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Recipes from our last Grow and Graze of 2019, Pumpkins and Sweet Potatoes

Harvest Salad with Bacon Vinaigrette

Ingredients

1 baking pumpkin, peeled, seeded, and cut into 1 ½-inch -thick slices

¼ cup melted butter

1 ½ teaspoons salt, divided

1 teaspoon freshly ground black pepper, divided

¼ teaspoon garlic powder

1 cup extra-virgin olive oil

⅓ cup balsamic vinegar

8 slices bacon, cooked and crumbled

1 shallot, minced

6 cups salad greens

¼ cup grated Parmesan cheese

¼ cup toasted pecans

Directions

Preheat oven to 350˚F. Lightly grease a large baking sheet.

Place the pumpkin slices 1 inch apart on the prepared baking sheet. In a small bowl, whisk together the melted butter, ½ teaspoon salt, ½ teaspoon pepper, and garlic powder; evenly coat pumpkin slices with the butter mixture. Roast pumpkin for 20 minutes, or until tender.

Using a food processor, mix together the oil, vinegar, remaining salt, remaining pepper, bacon, and shallot until well blended.

In a large bowl, toss the salad greens with ¾ cup of the vinaigrette. Mound the greens on a serving plate, and top with roasted pumpkin. Drizzle the remaining vinaigrette over the pumpkin, and top with the Parmesan cheese and pecans.

Yield: Makes 6 servings

Curried Pumpkin Hummus

 

Ingredients

1 (15-ounce) can pumpkin

3 tablespoons tahini (sesame paste)

2 tablespoons fresh lemon juice

1 clove garlic, peeled

2 teaspoons olive oil

1 teaspoon curry

1 teaspoon cumin

½ teaspoon kosher salt

½ teaspoon ground black pepper

¼ teaspoon cayenne pepper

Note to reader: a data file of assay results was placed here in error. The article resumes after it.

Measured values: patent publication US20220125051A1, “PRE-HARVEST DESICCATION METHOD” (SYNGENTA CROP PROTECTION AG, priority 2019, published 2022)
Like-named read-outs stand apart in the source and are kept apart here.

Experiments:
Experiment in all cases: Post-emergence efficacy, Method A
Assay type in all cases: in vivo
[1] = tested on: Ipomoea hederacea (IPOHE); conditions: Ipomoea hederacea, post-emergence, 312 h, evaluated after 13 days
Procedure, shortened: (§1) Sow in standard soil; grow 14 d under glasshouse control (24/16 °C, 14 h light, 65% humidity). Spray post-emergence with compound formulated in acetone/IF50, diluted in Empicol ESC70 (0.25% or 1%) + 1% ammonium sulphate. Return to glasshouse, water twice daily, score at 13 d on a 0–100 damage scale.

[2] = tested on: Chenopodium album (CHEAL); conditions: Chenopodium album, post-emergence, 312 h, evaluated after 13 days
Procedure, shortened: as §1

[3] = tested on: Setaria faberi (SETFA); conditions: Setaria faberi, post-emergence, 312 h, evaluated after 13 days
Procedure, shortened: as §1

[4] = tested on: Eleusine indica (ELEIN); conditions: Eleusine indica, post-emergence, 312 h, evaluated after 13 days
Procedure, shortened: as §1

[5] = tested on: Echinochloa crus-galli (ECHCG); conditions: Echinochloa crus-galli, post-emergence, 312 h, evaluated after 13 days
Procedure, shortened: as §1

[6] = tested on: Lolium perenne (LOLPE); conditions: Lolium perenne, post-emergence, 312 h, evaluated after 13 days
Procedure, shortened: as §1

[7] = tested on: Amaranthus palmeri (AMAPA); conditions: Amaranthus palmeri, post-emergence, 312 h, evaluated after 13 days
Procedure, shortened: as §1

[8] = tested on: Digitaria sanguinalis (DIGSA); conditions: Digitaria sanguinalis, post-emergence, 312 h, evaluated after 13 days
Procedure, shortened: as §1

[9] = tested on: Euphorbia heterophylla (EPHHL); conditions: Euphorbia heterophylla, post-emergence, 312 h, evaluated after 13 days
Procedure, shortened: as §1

Garnish: pepitas, (pumpkin seeds), paprika, olive oil, and fresh thyme 

Directions

In the work bowl of a food processor, combine pumpkin, tahini, lemon juice, garlic and olive oil. Pulse until smooth. Add curry, cumin, kosher salt, black pepper and cayenne pepper; pulse to combine. Cover with plastic wrap and refrigerate for at least 2 hours. Garnish with pepitas, paprika, olive oil and thyme, if desired. Serve immediately with toasted naan or pita chips or refrigerate in an airtight container for up to 5 days.  

Yield: Makes 10 servings

Pumpkin Chai Pots de Crème

Ingredients

1 cup whipping cream

1 cup whole milk

¼ cup firmly packed light brown sugar

6 large egg yolks

¼ cup granulated sugar

½ cup canned cooked pumpkin

⅓ cup strong brewed chai tea

2 teaspoons grated orange peel or Meyer lemon peel

1 teaspoon vanilla

Pumpkin seed brittle

Directions

Preheat oven to 325˚F (convection not recommended). In a 2-to3-quart pan over medium heat, stir cream, milk, and brown sugar until sugar is dissolved, 2 to 4 minutes. Remove from heat.

In a bowl, whisk egg yolks until light yellow. Add granulated sugar and whisk until blended. Gradually whisk a fourth of the hot cream mixture into the egg mixture. Then slowly whisk in remaining cream mixture and the pumpkin, chai, orange peel, and vanilla.